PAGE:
Young African Americans At High Risk for HIV, STDs, Even At Low Levels of Risk Behavior
Results of a study supported by the National Institute on Drug Abuse suggest that young African American adults — but not young white adults — are at high risk for HIV and other sexually transmitted diseases even when their relative level of risk behaviors is low.
Schmalfeldt: Results of a study supported by the National Institute on Drug Abuse suggest that young African American adults — but not young white adults — are at high risk for HIV and other sexually transmitted diseases even when their relative level of risk behaviors is low. These findings imply that the marked racial disparities in the prevalence of these diseases are not exclusively affected by individual risk behaviors.
Normand: There is more than just risky behaviors involved because for equal patterns of risk behavior there's disparate likelihood of getting infected with an STD or HIV. The findings are not surprising — we kind of knew this. What is really new about this study is that it is one of the few that has actually tried to look at the pattern of risk behaviors and how much it contributes to the observed disparities we've seen for years in this country across ethnic groups.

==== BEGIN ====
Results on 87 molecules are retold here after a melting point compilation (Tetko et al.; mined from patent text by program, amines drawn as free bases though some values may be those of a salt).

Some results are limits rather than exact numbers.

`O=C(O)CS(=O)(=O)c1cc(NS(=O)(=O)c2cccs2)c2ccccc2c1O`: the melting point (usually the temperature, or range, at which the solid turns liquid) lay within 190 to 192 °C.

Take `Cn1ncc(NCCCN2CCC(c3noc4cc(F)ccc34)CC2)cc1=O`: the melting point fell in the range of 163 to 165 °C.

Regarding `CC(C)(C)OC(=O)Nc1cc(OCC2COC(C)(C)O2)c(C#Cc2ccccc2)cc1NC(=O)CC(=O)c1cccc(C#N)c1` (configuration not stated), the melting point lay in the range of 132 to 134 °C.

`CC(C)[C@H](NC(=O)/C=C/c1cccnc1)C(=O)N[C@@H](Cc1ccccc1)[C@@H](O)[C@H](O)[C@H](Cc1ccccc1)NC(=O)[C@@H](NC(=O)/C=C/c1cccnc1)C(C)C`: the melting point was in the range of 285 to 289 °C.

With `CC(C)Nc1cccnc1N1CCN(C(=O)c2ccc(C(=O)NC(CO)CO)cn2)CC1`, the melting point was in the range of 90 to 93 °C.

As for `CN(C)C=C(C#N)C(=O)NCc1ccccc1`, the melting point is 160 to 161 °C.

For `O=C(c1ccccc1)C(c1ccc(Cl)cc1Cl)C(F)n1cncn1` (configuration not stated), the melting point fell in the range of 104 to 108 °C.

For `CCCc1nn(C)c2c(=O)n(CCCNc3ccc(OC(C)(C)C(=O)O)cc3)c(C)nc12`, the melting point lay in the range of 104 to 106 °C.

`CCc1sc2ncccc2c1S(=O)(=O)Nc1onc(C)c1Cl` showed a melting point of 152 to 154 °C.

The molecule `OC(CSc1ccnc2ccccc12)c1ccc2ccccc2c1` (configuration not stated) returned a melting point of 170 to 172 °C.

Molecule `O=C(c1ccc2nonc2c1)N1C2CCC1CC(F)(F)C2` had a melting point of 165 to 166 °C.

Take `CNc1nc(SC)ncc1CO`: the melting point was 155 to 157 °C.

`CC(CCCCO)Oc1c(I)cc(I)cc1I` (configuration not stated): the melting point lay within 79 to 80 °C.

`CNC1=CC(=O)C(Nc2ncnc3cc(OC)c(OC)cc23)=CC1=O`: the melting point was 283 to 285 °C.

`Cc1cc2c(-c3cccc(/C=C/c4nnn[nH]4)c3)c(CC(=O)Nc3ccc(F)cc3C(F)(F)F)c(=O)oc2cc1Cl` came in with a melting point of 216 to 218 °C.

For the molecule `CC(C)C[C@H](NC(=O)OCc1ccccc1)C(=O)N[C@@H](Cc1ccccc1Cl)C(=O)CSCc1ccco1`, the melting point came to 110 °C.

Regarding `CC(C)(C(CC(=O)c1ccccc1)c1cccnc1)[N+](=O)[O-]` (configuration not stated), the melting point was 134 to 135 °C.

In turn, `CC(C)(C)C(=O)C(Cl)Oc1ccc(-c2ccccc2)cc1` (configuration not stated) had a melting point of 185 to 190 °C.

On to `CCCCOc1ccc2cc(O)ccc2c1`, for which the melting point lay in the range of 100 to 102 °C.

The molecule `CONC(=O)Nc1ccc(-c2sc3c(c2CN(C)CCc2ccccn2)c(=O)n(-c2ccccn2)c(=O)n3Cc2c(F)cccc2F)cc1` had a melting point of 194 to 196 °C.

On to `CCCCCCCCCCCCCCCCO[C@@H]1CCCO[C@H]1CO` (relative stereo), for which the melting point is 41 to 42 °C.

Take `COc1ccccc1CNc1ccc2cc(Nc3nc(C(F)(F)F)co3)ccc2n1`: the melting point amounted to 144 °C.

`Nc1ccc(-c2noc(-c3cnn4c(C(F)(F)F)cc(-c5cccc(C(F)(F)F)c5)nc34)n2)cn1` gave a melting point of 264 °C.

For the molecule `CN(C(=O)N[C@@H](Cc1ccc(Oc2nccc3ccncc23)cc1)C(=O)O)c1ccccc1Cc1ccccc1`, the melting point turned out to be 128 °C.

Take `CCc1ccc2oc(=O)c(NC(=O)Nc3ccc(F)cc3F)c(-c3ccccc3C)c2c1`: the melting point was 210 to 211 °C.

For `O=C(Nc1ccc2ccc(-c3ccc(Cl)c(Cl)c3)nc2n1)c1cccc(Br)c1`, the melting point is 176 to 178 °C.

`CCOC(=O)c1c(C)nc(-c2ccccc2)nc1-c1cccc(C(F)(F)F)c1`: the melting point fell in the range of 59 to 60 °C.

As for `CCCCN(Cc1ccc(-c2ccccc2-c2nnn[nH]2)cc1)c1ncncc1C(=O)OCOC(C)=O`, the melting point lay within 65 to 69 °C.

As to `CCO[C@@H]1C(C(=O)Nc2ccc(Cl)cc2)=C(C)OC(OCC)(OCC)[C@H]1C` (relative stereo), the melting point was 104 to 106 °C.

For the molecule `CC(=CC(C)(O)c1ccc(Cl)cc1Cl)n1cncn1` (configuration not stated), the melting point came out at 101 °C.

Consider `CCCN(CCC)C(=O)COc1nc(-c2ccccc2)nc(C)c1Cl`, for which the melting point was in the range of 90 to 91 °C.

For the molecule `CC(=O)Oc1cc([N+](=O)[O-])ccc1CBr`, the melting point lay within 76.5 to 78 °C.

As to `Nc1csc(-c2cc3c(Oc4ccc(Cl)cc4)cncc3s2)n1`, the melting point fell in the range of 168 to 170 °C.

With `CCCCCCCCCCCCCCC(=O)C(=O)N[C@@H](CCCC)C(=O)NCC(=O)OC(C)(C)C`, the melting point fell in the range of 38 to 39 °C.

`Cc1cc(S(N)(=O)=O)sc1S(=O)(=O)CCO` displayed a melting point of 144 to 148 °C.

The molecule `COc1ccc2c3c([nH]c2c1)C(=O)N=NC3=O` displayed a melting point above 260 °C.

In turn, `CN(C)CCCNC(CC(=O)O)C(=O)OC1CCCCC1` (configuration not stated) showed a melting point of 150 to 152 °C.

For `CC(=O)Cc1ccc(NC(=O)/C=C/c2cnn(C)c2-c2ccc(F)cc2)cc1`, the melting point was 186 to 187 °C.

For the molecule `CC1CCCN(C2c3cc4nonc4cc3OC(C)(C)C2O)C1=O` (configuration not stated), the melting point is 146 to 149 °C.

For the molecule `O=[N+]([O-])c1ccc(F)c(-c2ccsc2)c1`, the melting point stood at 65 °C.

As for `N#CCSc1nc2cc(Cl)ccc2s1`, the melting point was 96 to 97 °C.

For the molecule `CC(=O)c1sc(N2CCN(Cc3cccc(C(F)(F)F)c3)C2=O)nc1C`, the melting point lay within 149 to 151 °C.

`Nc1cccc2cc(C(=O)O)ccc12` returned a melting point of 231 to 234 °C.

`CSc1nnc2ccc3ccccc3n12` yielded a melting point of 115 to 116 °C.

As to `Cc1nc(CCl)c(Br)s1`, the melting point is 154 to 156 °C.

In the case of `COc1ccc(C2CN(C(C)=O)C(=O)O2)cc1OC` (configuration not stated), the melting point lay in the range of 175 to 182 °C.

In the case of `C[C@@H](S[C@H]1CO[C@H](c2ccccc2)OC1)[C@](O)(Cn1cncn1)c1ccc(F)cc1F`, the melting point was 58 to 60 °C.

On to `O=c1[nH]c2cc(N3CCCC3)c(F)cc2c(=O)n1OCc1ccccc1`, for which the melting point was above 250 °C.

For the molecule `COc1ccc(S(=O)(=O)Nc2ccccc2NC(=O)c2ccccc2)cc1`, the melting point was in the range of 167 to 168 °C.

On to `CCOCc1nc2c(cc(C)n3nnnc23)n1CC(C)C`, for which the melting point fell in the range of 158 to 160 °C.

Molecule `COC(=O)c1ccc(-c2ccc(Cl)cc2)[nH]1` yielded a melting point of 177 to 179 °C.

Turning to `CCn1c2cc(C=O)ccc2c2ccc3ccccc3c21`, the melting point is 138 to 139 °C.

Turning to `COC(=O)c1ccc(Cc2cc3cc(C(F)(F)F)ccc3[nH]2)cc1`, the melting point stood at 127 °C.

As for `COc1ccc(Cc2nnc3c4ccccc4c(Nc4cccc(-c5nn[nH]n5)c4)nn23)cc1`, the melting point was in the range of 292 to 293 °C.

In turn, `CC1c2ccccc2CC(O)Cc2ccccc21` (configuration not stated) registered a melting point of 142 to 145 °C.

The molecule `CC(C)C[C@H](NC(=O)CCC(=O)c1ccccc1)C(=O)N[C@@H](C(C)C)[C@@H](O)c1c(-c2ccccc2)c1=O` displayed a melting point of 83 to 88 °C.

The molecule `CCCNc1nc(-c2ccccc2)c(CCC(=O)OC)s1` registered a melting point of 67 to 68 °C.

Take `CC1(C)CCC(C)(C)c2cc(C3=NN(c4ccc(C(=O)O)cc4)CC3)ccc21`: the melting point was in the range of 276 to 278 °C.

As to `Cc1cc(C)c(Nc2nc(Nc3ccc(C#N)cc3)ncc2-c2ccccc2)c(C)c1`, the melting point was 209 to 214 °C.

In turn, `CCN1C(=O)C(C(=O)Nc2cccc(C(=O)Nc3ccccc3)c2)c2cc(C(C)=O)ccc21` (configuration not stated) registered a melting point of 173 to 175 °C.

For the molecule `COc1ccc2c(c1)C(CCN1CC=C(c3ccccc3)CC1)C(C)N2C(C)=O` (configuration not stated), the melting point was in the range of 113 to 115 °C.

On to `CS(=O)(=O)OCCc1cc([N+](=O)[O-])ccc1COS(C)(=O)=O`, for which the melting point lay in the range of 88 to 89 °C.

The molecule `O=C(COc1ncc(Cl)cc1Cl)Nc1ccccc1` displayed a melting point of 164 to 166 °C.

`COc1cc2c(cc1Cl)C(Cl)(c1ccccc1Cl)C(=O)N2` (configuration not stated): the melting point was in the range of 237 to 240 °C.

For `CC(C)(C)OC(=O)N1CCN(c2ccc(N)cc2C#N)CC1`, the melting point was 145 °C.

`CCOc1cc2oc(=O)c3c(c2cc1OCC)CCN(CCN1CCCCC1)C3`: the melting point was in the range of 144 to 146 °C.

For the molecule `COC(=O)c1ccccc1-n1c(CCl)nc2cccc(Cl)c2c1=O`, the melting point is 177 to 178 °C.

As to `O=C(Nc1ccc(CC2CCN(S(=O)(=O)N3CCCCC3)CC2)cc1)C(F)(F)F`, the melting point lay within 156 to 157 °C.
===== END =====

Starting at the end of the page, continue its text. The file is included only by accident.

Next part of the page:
Schmalfeldt: That was Dr. Jacques Normand, Director of the AIDS Research Program at NIDA. He explained what needs to be determined in future research on this issue.
Normand: There's two fronts on that. One is to find out exactly what the underlying causal mechanisms are — what are the key factors that are facilitating the observed disparities that we're seeing. And, two, is what kind of prevention interventions would be more effective in trying to address those disparities that we're observing.
Schmalfeldt: Dr. Normand said environmental, institutional and contextual influences — such as differences in social and dating patterns, are among the many factors identified by researchers that may play a role in one's risk for HIV. The study authors recommend continuing a proactive strategy to reach all African American young adults, including universal screening and expanding information, testing and treatment services to non-traditional venues, such as churches, beauty salons and barber shops, colleges, prisons and jails. From the National Institutes of Health, I'm Bill Schmalfeldt in Bethesda, Maryland.
About This Audio Report
Reporter: Bill Schmalfeldt
Sound Bite: Dr. Jacques Normand
Topic: HIV, STDs